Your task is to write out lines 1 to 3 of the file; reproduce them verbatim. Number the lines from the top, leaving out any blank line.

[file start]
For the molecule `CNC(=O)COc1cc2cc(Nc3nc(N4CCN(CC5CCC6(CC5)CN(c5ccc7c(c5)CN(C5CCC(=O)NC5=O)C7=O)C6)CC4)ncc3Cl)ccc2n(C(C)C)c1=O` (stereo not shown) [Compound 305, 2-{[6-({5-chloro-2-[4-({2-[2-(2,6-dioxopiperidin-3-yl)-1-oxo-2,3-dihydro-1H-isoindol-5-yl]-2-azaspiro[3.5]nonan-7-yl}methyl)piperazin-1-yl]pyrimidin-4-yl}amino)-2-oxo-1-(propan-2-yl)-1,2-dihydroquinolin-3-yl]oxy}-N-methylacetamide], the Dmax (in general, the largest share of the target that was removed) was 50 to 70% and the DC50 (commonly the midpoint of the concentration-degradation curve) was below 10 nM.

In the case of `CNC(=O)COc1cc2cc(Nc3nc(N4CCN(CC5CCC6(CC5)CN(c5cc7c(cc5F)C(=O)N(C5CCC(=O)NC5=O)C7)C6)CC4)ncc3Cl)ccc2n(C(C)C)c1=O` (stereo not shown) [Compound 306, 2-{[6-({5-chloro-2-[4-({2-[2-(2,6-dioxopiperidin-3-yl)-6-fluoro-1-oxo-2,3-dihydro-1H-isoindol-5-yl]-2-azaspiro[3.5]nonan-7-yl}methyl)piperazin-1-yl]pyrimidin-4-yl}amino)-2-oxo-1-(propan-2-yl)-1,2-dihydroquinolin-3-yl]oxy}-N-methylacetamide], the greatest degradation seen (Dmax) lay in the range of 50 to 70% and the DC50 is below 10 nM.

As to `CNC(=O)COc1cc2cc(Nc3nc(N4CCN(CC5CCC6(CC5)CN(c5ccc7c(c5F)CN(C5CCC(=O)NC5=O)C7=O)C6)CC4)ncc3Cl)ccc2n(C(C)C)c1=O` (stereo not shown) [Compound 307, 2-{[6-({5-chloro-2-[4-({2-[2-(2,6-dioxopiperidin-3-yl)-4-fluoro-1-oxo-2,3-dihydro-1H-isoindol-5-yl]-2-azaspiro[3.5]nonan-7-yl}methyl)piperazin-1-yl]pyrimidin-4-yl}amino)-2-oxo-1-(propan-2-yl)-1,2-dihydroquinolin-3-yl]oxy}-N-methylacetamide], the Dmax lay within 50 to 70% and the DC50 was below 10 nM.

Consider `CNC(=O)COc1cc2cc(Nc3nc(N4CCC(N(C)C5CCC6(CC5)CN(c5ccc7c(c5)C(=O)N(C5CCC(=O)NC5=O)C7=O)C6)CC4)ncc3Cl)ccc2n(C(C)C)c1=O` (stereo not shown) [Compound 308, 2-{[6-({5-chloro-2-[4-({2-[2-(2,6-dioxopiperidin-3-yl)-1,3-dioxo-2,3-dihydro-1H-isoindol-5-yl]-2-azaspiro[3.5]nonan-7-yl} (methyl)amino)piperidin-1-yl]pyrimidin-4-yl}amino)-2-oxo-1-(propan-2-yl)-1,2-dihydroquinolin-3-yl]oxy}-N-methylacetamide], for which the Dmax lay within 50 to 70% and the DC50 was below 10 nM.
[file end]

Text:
For the molecule `CNC(=O)COc1cc2cc(Nc3nc(N4CCN(CC5CCC6(CC5)CN(c5ccc7c(c5)CN(C5CCC(=O)NC5=O)C7=O)C6)CC4)ncc3Cl)ccc2n(C(C)C)c1=O` (stereo not shown) [Compound 305, 2-{[6-({5-chloro-2-[4-({2-[2-(2,6-dioxopiperidin-3-yl)-1-oxo-2,3-dihydro-1H-isoindol-5-yl]-2-azaspiro[3.5]nonan-7-yl}methyl)piperazin-1-yl]pyrimidin-4-yl}amino)-2-oxo-1-(propan-2-yl)-1,2-dihydroquinolin-3-yl]oxy}-N-methylacetamide], the Dmax (in general, the largest share of the target that was removed) was 50 to 70% and the DC50 (commonly the midpoint of the concentration-degradation curve) was below 10 nM.

In the case of `CNC(=O)COc1cc2cc(Nc3nc(N4CCN(CC5CCC6(CC5)CN(c5cc7c(cc5F)C(=O)N(C5CCC(=O)NC5=O)C7)C6)CC4)ncc3Cl)ccc2n(C(C)C)c1=O` (stereo not shown) [Compound 306, 2-{[6-({5-chloro-2-[4-({2-[2-(2,6-dioxopiperidin-3-yl)-6-fluoro-1-oxo-2,3-dihydro-1H-isoindol-5-yl]-2-azaspiro[3.5]nonan-7-yl}methyl)piperazin-1-yl]pyrimidin-4-yl}amino)-2-oxo-1-(propan-2-yl)-1,2-dihydroquinolin-3-yl]oxy}-N-methylacetamide], the greatest degradation seen (Dmax) lay in the range of 50 to 70% and the DC50 is below 10 nM.

As to `CNC(=O)COc1cc2cc(Nc3nc(N4CCN(CC5CCC6(CC5)CN(c5ccc7c(c5F)CN(C5CCC(=O)NC5=O)C7=O)C6)CC4)ncc3Cl)ccc2n(C(C)C)c1=O` (stereo not shown) [Compound 307, 2-{[6-({5-chloro-2-[4-({2-[2-(2,6-dioxopiperidin-3-yl)-4-fluoro-1-oxo-2,3-dihydro-1H-isoindol-5-yl]-2-azaspiro[3.5]nonan-7-yl}methyl)piperazin-1-yl]pyrimidin-4-yl}amino)-2-oxo-1-(propan-2-yl)-1,2-dihydroquinolin-3-yl]oxy}-N-methylacetamide], the Dmax lay within 50 to 70% and the DC50 was below 10 nM.